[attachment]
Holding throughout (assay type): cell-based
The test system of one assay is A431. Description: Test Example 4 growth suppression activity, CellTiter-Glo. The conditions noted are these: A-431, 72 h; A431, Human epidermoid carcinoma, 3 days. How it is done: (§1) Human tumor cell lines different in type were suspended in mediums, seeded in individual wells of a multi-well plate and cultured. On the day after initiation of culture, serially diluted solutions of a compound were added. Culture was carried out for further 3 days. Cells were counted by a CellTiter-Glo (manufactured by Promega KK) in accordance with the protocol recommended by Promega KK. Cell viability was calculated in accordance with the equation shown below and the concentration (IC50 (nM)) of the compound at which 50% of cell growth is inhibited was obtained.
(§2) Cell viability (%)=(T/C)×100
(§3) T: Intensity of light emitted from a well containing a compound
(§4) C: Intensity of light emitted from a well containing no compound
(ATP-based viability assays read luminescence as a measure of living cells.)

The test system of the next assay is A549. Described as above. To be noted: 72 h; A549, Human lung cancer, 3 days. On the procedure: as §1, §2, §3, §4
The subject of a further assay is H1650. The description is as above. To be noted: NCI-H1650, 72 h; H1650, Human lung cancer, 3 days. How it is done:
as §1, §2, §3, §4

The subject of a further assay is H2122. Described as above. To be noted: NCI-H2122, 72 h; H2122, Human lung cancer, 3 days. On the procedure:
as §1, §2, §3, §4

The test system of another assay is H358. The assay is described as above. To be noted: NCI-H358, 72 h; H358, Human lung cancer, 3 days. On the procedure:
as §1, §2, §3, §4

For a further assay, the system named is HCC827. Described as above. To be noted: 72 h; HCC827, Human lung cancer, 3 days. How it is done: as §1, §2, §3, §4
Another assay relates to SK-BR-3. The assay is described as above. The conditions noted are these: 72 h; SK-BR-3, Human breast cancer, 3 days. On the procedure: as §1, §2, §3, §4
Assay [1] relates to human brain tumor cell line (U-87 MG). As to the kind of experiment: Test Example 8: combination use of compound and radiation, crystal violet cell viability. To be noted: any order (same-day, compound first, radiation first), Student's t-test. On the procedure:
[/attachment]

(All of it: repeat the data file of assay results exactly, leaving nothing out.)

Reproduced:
Holding throughout (assay type): cell-based
The test system of one assay is A431. Description: Test Example 4 growth suppression activity, CellTiter-Glo. The conditions noted are these: A-431, 72 h; A431, Human epidermoid carcinoma, 3 days. How it is done: (§1) Human tumor cell lines different in type were suspended in mediums, seeded in individual wells of a multi-well plate and cultured. On the day after initiation of culture, serially diluted solutions of a compound were added. Culture was carried out for further 3 days. Cells were counted by a CellTiter-Glo (manufactured by Promega KK) in accordance with the protocol recommended by Promega KK. Cell viability was calculated in accordance with the equation shown below and the concentration (IC50 (nM)) of the compound at which 50% of cell growth is inhibited was obtained.
(§2) Cell viability (%)=(T/C)×100
(§3) T: Intensity of light emitted from a well containing a compound
(§4) C: Intensity of light emitted from a well containing no compound
(ATP-based viability assays read luminescence as a measure of living cells.)

The test system of the next assay is A549. Described as above. To be noted: 72 h; A549, Human lung cancer, 3 days. On the procedure: as §1, §2, §3, §4
The subject of a further assay is H1650. The description is as above. To be noted: NCI-H1650, 72 h; H1650, Human lung cancer, 3 days. How it is done:
as §1, §2, §3, §4

The subject of a further assay is H2122. Described as above. To be noted: NCI-H2122, 72 h; H2122, Human lung cancer, 3 days. On the procedure:
as §1, §2, §3, §4

The test system of another assay is H358. The assay is described as above. To be noted: NCI-H358, 72 h; H358, Human lung cancer, 3 days. On the procedure:
as §1, §2, §3, §4

For a further assay, the system named is HCC827. Described as above. To be noted: 72 h; HCC827, Human lung cancer, 3 days. How it is done: as §1, §2, §3, §4
Another assay relates to SK-BR-3. The assay is described as above. The conditions noted are these: 72 h; SK-BR-3, Human breast cancer, 3 days. On the procedure: as §1, §2, §3, §4
Assay [1] relates to human brain tumor cell line (U-87 MG). As to the kind of experiment: Test Example 8: combination use of compound and radiation, crystal violet cell viability. To be noted: any order (same-day, compound first, radiation first), Student's t-test. On the procedure: